By Abi Donoghue – Deputy News Editor
Fantasy: The faculty or activity of imaging impossible or improbable things.
Miss Peregrine’s School for Peculiar Children certainly delivers an abundance of the impossible or improbable, from the eerie photographs, to each individual peculiar child.
With a family history shrouded in mystery, Jacob is left feeling very much alone in his search to discover the meaning behind his grandfather’s last words. And the truth behind what he thought he saw the night he died. Under the blessing of his psychiatrist, Jacob travels to a dreary Island off the coast of Wales, where he explores Miss Peregrine’s bombed out school.
From the very beginning, Ransom Riggs draws you in with haunting images and tales from the protagonists Grandfather. Blurring the lines between what’s real and what’s not throughout, Riggs writes so believably, it’s hard to not fall into the world of the Peculiars.
In a society that so easily throws around mental health problems, Jacobs plight is particularly striking as he comes to realise the whole truth about who he is. We watch as he discovers that he is so much more than a traumatised teen, as he explores the depths of history in the bombed-out old school.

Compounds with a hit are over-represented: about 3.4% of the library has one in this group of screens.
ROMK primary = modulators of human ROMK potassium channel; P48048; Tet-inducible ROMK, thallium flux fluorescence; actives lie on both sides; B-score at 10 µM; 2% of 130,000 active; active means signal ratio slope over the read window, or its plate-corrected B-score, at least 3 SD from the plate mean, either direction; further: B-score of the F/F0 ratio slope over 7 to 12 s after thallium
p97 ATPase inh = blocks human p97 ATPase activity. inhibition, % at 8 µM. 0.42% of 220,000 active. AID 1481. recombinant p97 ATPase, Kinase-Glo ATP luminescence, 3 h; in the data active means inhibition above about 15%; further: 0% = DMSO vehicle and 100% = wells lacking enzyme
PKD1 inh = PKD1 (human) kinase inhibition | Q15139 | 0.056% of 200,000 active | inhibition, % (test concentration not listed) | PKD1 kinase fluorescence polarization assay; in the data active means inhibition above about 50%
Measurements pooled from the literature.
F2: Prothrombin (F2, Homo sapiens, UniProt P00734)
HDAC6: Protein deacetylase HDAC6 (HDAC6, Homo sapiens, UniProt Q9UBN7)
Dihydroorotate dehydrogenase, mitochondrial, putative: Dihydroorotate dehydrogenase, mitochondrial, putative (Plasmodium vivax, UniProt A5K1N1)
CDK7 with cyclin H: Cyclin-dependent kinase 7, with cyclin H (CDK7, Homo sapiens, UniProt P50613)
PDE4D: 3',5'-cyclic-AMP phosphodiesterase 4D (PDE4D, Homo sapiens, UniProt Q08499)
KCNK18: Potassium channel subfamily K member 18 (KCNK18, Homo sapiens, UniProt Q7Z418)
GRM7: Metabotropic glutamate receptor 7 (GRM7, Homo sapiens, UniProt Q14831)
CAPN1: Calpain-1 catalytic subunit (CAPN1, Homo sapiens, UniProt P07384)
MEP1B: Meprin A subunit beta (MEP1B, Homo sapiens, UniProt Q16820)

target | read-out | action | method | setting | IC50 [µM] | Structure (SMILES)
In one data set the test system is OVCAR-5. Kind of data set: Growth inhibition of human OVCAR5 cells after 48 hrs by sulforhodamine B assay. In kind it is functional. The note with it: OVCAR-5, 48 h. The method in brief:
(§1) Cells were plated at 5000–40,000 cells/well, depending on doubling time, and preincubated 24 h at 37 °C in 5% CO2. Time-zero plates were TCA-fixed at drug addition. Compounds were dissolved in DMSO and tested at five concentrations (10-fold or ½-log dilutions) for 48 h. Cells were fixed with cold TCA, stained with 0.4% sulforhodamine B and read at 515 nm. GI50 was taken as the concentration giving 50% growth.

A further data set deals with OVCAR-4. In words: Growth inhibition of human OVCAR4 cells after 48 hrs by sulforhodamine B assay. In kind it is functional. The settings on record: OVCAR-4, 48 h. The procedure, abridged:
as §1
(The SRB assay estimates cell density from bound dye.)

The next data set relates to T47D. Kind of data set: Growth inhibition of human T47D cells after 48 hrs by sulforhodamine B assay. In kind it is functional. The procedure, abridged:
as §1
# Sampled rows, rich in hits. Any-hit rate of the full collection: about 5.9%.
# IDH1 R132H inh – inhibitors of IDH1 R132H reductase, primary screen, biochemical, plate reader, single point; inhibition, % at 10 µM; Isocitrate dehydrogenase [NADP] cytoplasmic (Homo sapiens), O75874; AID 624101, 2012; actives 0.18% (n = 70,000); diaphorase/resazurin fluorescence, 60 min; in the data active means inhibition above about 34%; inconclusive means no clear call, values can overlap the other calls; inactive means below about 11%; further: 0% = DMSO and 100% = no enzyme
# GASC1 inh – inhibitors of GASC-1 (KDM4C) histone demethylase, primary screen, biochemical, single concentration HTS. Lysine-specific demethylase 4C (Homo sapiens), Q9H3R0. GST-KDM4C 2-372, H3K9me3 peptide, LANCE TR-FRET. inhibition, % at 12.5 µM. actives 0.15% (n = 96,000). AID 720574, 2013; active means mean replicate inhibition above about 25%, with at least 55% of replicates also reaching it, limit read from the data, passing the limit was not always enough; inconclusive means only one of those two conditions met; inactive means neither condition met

An exciting and refreshing plot twist alters the direction of what could have been a predictable story, dramatically in the last few chapters, making an exhilarating read, right up to the very last moments.
All in all, Miss Peregrine was a beautiful read, with twists and turns throughout; Ransom Riggs has an amazing talent of immersing you completely into the tale. Although nowhere near close to scary, it is extremely haunting nonetheless, the creepy photographs of children playing a big part in the spook-factor.
I found myself left questioning the ‘truths’ I have been taught about the world and anticipating Tim Burtons cinematic take on this intriguing and exciting book.